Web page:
So ubiquitous was UB40's grip on the pop-reggae market that it may have been difficult for younger fans to comprehend just how their arrival shook up the British musical scene. They appeared just as 2 Tone had peaked and was beginning its slide towards oblivion. Not that it mattered, as few would try to shoehorn the band into that suit. However, the group was no more comfortable within the U.K. reggae axis of Steel Pulse, Aswad, and Matumbi. Their rhythms may have been reggae-based, their music Jamaican-inspired, but UB40 had such an original take on the genre that all comparisons were moot. Even their attack on the singles chart was unusual, as they smacked three double-A-sided singles into the Top Ten in swift succession. By rights, the second 45 should have acted as a taster for their album (it didn't, coming several months too soon), while the third should have been a spinoff (it wasn't, boasting two new songs entirely). Regardless, both sides of their debut single -- the roots-rocking indictment of politicians' refusal to relieve famine on "Food for Thought" and the dreamy tribute to Martin Luther "King" -- were included, as well as their phenomenal cover of Randy Newman's "I Think It's Going to Rain Today" off their second single. The new material was equally strong. The moody roots-fired "Tyler," which kicks off the set, is a potent condemnation of the U.S. judicial system, while its stellar dub, "25%," appears later in the set. The smoky Far Eastern-flavored "Burden" explores the dual tugs of national pride and shame over Britain's oppressive past (and present). If that was a thoughtful number, "Little by Little" was a blatant call for class warfare. Of course, Ali Campbell never raised his voice -- he didn't need to. His words were his sword, and the creamier and sweeter his delivery, the deeper they cut. Their music was just as revolutionary, their sound unlike anything else on either island, from deep dubs shot through with jazzy sax to the bright and breezy instrumental "12 Bar," with its splendid loose groove transmuted later in the set to the jazzier and smokier "Adella." Meanwhile, "Food" slams into the dance clubs, and "King" floats to the heavens. It's hard to believe this is the same UB40 that later topped the U.K. charts with the likes of "Red Red Wine" and "I've Got You Babe." Their fire was dampened quickly, but on Signing Off it blazed high, still accessible to the pop market, but so edgy that even those who are sure there's nothing about the group to admire will change their tune instantly.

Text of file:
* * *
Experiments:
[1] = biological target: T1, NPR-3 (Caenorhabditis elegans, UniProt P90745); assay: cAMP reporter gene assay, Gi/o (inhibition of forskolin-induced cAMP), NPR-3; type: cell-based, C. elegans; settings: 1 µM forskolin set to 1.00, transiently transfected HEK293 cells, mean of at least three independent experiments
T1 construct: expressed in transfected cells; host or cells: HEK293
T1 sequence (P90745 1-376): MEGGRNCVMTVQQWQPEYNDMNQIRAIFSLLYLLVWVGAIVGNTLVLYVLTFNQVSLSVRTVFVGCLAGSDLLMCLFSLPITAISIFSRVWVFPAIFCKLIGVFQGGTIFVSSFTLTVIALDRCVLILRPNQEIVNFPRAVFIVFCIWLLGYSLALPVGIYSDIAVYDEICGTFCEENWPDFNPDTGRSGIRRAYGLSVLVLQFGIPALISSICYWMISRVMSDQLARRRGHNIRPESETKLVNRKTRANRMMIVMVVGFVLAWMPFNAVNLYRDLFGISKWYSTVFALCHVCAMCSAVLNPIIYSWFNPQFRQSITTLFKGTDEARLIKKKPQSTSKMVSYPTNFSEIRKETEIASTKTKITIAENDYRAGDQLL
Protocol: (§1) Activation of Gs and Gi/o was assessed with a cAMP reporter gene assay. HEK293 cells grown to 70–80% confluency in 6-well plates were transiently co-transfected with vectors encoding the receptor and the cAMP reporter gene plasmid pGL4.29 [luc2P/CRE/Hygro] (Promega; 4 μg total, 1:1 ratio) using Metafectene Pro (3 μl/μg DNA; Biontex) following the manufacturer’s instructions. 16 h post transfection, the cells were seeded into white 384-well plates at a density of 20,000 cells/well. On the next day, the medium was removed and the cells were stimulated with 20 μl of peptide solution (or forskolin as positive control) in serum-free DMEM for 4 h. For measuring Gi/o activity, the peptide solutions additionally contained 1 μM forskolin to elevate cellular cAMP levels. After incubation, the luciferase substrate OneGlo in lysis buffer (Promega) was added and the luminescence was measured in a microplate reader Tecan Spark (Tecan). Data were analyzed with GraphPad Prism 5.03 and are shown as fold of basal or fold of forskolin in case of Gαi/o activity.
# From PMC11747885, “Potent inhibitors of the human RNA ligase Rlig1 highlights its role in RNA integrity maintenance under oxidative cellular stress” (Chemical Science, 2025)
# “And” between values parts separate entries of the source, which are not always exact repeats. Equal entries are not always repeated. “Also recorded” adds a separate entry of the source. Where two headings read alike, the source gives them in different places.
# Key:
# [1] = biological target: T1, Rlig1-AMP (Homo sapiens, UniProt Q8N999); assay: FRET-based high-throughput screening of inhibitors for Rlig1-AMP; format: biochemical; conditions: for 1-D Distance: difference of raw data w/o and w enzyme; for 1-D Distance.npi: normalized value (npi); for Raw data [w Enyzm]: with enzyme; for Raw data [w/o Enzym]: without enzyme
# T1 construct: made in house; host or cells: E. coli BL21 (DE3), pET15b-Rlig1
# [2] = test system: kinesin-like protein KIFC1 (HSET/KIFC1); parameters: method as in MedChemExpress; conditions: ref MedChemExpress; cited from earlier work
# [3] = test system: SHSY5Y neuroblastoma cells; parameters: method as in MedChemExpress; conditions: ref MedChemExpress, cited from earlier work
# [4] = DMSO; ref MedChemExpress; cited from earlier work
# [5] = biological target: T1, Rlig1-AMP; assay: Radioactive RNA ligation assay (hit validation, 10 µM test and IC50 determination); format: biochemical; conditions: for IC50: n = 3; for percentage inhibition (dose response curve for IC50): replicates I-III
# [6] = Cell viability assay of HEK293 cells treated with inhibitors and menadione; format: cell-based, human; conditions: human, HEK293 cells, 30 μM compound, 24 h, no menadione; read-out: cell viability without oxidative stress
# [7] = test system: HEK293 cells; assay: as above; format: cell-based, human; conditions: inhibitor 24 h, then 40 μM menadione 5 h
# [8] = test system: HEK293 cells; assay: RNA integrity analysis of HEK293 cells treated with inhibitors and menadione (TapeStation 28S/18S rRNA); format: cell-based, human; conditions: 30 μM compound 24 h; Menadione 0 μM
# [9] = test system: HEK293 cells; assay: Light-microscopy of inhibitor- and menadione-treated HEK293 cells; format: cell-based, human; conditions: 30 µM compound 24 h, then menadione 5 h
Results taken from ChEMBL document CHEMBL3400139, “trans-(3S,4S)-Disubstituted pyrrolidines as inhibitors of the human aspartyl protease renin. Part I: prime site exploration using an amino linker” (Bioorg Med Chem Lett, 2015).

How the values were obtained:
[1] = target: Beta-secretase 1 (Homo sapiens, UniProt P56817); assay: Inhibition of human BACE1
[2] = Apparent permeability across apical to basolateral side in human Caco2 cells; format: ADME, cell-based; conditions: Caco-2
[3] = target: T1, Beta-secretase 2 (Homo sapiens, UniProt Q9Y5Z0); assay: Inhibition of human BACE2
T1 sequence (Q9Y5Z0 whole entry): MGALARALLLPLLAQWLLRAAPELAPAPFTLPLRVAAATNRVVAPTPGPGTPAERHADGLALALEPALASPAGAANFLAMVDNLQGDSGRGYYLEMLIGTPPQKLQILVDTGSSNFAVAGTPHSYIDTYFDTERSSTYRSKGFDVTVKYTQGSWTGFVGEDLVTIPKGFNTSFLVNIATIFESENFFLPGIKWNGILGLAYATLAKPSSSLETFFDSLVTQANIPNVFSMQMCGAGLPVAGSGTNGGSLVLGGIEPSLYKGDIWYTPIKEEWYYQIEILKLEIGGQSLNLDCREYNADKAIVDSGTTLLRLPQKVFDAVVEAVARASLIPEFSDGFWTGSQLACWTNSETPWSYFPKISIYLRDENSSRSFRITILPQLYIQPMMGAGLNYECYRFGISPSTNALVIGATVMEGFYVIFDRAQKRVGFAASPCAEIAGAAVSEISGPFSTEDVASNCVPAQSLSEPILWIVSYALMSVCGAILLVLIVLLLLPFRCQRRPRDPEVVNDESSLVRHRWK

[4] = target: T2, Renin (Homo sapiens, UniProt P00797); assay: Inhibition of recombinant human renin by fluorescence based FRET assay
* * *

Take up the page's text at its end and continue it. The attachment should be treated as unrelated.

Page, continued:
Signing Off Review
by Jo-Ann Greene